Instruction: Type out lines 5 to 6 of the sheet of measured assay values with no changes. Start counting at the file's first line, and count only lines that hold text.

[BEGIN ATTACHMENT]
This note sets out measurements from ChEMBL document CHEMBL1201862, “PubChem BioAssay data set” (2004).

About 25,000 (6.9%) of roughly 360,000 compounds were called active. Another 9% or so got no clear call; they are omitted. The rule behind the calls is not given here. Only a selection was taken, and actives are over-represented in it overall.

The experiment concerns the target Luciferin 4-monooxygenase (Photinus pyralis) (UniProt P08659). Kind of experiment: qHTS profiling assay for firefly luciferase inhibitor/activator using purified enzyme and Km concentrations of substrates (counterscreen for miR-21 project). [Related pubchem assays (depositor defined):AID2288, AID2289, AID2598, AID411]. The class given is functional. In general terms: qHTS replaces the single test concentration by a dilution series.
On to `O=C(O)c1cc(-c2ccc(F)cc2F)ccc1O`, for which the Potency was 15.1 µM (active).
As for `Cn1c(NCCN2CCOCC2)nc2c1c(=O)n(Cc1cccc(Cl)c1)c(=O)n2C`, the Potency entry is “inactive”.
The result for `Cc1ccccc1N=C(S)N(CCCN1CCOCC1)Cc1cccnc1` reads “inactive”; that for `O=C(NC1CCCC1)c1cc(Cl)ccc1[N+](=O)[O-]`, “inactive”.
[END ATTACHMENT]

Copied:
As for `Cn1c(NCCN2CCOCC2)nc2c1c(=O)n(Cc1cccc(Cl)c1)c(=O)n2C`, the Potency entry is “inactive”.
The result for `Cc1ccccc1N=C(S)N(CCCN1CCOCC1)Cc1cccnc1` reads “inactive”; that for `O=C(NC1CCCC1)c1cc(Cl)ccc1[N+](=O)[O-]`, “inactive”.